• Dow Jones U.S. Small-Cap Total Stock Market Index: This index is designed to measure the performance of small cap stocks in the U.S. stock market. It is part of the broader Dow Jones Total Stock Market Index. 

What Are the Different Ways to Invest in Small Cap Stocks? 

There are several ways to invest in small cap stocks, including individual stock purchases, mutual funds and exchange-traded funds. Each method has its own advantages, disadvantages and considerations.

Here are some different ways to invest in small cap stocks: 

Individual Stock Purchases 

  • Directly buy shares of specific small cap companies through a brokerage account. 
  • Allows for greater control and customization of your portfolio. 
  • Requires research and due diligence to select individual stocks. 

Small Cap Stock Mutual Funds 

  • Invest in mutual funds that focus on small cap stocks. 
  • Provides instant diversification across a range of small cap companies. 
  • Managed by professional fund managers who make investment decisions. 
  • May have management fees higher than other types of funds like ETFs. 

Small Cap Stock ETFs 

  • Invest in ETFs that track small cap stock indexes. 
  • Offers diversification and trades like a stock on stock exchanges. 
  • Generally has lower fees compared to mutual funds. 
  • Provides exposure to the broader small cap market. 

Robo Advisors 

  • Some robo advisors offer portfolios that include small cap stocks based on your risk tolerance and investment goals. 
  • Provides automated portfolio management and rebalancing. 

Bottom Line: Outlook on Small Cap Stocks 

The market outlook for small cap stocks in 2023 is mixed. Some analysts believe that small cap stocks could outperform large cap stocks in the coming year, as they are often seen as being more undervalued and have more growth potential. Others believe that small cap stocks could underperform large cap stocks, as they are more sensitive to economic fluctuations and could be adversely affected by rising interest rates.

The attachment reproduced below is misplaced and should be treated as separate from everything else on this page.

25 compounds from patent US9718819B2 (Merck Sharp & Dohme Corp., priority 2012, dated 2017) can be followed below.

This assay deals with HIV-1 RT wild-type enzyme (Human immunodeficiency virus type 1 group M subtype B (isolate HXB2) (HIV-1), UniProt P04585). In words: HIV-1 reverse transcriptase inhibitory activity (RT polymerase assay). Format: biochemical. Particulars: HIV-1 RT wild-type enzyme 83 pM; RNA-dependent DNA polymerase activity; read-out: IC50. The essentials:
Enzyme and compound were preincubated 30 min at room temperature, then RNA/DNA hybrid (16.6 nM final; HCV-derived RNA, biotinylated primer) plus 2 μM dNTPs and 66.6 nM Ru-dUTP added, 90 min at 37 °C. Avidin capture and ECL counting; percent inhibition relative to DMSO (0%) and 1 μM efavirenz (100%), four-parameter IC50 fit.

Investing in small cap stocks can be rewarding, but it requires careful research, a strong understanding of the companies and industries involved, and a willingness to accept higher levels of risk. Many investors choose to include small cap stocks as part of a diversified investment strategy, blending them with larger cap stocks and other asset classes to manage risk while potentially benefiting from growth opportunities. 

Kent Thune is Research Lead for etf.com, focusing on educational content, thought leadership, content management and search engine optimization. Before joining etf.com, he wrote for numerous investment websites, including Seeking Alpha and Kiplinger. 

Kent holds a Master of Business Administration (MBA) degree and is a practicing Certified Financial Planner (CFP®) with 25 years of experience managing investments, guiding clients through some of the worst economic and market environments in U.S. history. He has also served as an adjunct professor, teaching classes for The College of Charleston and Trident Technical College on the topics of retirement planning, business finance, and entrepreneurship. 

Kent founded a registered investment advisory firm in 2006 and is based in Hilton Head Island, SC, where he lives with his wife and two sons. Outside of work, Kent enjoys spending time with his family, playing guitar, and working on his philosophy book, which he plans to publish in the coming year.